A YouTube story two days in a row, my apologies, but this story was also covered by NPR.
Luke Johnson, a Phoenix resident, wants to see how many people will call his cell phone. So he posted a video on YouTube and started the ball rolling.
What gets my attention is that his story caught on to the point where NPR interviewed him and someone called during the interview. To date more than 11,000 people have called him.
This is an example of a simple idea, posting your phone number and seeing what happens, growing into something more. There are times when we are only limited by our imagination or fear of failing.
Luke demonstrates that an interesting story, even an off-the-wall story, can catch people’s imaginations in our world.
Wednesday, January 31, 2007
A YouTube story two days in a row, my apologies, but this story was also covered by NPR.
Tuesday, January 30, 2007
It is not every day I come across a YouTube video and sit back and say 'wow.'
If you haven't seen it yet, take the time to watch silentmiaow's 'In My Language' and be patient. For those of you who can't be botheredto take the time, visit periurban's critique/response to 'In My Language.' But at least get to 3 minutes and 40 seconds or so mark.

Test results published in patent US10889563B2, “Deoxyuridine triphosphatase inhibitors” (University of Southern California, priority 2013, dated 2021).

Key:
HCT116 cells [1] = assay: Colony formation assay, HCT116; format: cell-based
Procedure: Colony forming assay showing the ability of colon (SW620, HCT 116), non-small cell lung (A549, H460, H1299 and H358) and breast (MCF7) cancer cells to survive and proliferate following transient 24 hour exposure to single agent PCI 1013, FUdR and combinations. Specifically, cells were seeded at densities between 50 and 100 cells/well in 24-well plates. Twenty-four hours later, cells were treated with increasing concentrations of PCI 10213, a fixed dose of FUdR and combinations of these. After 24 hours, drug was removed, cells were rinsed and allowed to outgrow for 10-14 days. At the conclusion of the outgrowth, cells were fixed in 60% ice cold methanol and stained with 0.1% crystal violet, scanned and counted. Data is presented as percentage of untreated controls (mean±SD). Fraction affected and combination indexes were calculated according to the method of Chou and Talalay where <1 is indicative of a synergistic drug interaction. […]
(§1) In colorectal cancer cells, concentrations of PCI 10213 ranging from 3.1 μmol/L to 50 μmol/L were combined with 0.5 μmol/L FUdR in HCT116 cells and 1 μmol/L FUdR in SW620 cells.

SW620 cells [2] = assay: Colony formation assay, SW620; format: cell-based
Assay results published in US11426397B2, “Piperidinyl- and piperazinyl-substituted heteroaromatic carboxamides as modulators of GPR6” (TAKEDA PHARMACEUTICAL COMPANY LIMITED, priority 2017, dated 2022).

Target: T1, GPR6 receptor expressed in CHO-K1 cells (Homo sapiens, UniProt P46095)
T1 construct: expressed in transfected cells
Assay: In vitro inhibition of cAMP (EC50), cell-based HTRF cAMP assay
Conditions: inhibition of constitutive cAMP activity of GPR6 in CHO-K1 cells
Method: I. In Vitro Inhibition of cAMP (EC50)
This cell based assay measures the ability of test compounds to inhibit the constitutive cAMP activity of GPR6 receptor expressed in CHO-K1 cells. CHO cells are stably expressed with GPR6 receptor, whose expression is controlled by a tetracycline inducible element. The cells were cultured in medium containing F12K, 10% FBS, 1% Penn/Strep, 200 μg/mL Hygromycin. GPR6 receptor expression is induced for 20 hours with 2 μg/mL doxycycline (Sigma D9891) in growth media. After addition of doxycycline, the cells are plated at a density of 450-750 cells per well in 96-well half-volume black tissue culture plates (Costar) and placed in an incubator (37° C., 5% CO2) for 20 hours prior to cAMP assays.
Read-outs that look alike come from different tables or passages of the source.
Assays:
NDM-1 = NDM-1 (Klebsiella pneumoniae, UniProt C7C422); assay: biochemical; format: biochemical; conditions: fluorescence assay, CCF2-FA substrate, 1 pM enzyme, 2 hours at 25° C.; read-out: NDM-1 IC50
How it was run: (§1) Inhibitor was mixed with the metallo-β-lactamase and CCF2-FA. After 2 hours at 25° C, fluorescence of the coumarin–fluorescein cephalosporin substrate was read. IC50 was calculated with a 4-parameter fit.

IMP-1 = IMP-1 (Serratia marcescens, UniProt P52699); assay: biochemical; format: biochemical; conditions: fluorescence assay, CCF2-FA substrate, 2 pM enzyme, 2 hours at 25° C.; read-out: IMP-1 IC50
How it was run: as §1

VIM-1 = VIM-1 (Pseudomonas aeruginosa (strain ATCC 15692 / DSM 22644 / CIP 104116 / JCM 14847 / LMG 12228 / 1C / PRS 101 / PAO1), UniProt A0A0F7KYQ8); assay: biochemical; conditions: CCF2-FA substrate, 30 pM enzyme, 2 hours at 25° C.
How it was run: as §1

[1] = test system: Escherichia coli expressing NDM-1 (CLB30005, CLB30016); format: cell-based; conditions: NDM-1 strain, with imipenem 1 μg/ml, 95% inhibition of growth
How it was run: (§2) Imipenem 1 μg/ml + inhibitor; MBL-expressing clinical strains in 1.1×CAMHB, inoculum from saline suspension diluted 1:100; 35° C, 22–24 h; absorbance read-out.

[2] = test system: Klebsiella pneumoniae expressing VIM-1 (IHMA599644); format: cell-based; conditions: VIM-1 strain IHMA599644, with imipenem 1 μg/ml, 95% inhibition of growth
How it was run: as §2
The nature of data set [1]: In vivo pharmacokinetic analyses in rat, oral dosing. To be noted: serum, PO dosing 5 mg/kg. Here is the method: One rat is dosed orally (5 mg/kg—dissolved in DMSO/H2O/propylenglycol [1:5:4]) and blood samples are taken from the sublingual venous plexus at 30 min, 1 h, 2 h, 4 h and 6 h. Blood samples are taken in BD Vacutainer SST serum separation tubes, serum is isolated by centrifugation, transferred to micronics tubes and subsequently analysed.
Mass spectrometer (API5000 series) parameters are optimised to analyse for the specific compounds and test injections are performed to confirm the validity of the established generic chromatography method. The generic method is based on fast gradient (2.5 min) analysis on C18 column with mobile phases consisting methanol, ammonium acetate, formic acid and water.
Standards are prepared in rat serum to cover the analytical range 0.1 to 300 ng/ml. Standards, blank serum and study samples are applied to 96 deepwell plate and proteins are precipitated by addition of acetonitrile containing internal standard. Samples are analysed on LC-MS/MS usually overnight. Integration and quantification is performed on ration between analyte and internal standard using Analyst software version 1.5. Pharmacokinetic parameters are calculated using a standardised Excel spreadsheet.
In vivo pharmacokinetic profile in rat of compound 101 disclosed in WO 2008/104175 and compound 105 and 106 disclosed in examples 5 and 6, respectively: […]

For those doubters out there, this is one of the best pieces of web video I have seen in awhile. There is some very impressive use of perspective, sound, rhythm, and repetition that shows a remarkable understanding of what makes video and film powerful. For some, yes it is a bit 'artsy,' but really watch it and work to understand it and I think you will be surprised. I think this is the first time I have been able to experience autism from this perspective.
The use of text and the voice synthesizer are also impressive in the depth and understanding of how these parts of the whole interact and support each other.
The you add the personal and human element of silentmiaow's story and you are blown away by her way of communicating her world to us. I won't even delve into the Taoist aspects of her name alone.
Poignant, insightful and powerful are pale words compared to this piece.
It make me think back to a observation by Alex Webb that "If you see the world from a different persepctive, even a two degree change, it is a whole new world."
Posted by Michael Fagans at 2:09 PM
Today it is the Tuesday morning quarterback’s turn to evaluate the Blizzard of '77 package.
One of the interactive concepts we considered was allowing/asking people to submit stories or photos from the event. For various time and web site related issues not related to this project we decided not to follow this route. I think in the future this is one of the ways to involve readers/viewers in the process and final product. I still think this was worth the time and effort, but it was not my call in the end.